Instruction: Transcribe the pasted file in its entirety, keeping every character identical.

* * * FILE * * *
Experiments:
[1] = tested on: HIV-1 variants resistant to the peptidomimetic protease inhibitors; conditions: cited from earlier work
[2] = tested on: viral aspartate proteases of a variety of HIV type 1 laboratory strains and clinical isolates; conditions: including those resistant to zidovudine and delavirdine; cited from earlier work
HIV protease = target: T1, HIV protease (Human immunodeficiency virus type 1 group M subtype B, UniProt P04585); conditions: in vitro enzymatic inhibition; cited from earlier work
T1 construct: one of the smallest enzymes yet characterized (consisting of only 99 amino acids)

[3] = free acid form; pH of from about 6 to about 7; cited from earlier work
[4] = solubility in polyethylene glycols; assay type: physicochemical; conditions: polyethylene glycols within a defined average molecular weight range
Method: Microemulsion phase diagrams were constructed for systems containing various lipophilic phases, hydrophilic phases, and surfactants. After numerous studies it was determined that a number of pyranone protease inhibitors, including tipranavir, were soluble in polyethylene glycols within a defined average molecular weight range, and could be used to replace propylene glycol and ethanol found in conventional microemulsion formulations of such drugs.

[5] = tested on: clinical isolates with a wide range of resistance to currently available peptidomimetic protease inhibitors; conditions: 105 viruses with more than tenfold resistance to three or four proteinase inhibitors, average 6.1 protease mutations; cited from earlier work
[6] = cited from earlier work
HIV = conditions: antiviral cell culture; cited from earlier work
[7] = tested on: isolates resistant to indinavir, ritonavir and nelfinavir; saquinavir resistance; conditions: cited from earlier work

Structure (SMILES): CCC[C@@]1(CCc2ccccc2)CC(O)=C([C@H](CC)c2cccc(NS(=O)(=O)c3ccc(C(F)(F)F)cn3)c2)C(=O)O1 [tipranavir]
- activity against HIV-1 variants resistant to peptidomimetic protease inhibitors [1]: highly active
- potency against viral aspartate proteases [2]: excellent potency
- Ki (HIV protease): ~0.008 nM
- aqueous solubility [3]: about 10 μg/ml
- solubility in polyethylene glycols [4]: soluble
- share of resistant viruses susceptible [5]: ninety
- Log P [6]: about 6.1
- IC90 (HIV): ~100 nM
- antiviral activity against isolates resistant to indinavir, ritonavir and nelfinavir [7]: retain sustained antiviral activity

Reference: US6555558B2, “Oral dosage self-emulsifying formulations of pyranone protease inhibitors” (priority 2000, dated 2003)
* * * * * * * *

Experiments:
[1] = tested on: HIV-1 variants resistant to the peptidomimetic protease inhibitors; conditions: cited from earlier work
[2] = tested on: viral aspartate proteases of a variety of HIV type 1 laboratory strains and clinical isolates; conditions: including those resistant to zidovudine and delavirdine; cited from earlier work
HIV protease = target: T1, HIV protease (Human immunodeficiency virus type 1 group M subtype B, UniProt P04585); conditions: in vitro enzymatic inhibition; cited from earlier work
T1 construct: one of the smallest enzymes yet characterized (consisting of only 99 amino acids)

[3] = free acid form; pH of from about 6 to about 7; cited from earlier work
[4] = solubility in polyethylene glycols; assay type: physicochemical; conditions: polyethylene glycols within a defined average molecular weight range
Method: Microemulsion phase diagrams were constructed for systems containing various lipophilic phases, hydrophilic phases, and surfactants. After numerous studies it was determined that a number of pyranone protease inhibitors, including tipranavir, were soluble in polyethylene glycols within a defined average molecular weight range, and could be used to replace propylene glycol and ethanol found in conventional microemulsion formulations of such drugs.

[5] = tested on: clinical isolates with a wide range of resistance to currently available peptidomimetic protease inhibitors; conditions: 105 viruses with more than tenfold resistance to three or four proteinase inhibitors, average 6.1 protease mutations; cited from earlier work
[6] = cited from earlier work
HIV = conditions: antiviral cell culture; cited from earlier work
[7] = tested on: isolates resistant to indinavir, ritonavir and nelfinavir; saquinavir resistance; conditions: cited from earlier work

Structure (SMILES): CCC[C@@]1(CCc2ccccc2)CC(O)=C([C@H](CC)c2cccc(NS(=O)(=O)c3ccc(C(F)(F)F)cn3)c2)C(=O)O1 [tipranavir]
- activity against HIV-1 variants resistant to peptidomimetic protease inhibitors [1]: highly active
- potency against viral aspartate proteases [2]: excellent potency
- Ki (HIV protease): ~0.008 nM
- aqueous solubility [3]: about 10 μg/ml
- solubility in polyethylene glycols [4]: soluble
- share of resistant viruses susceptible [5]: ninety
- Log P [6]: about 6.1
- IC90 (HIV): ~100 nM
- antiviral activity against isolates resistant to indinavir, ritonavir and nelfinavir [7]: retain sustained antiviral activity

Reference: US6555558B2, “Oral dosage self-emulsifying formulations of pyranone protease inhibitors” (priority 2000, dated 2003)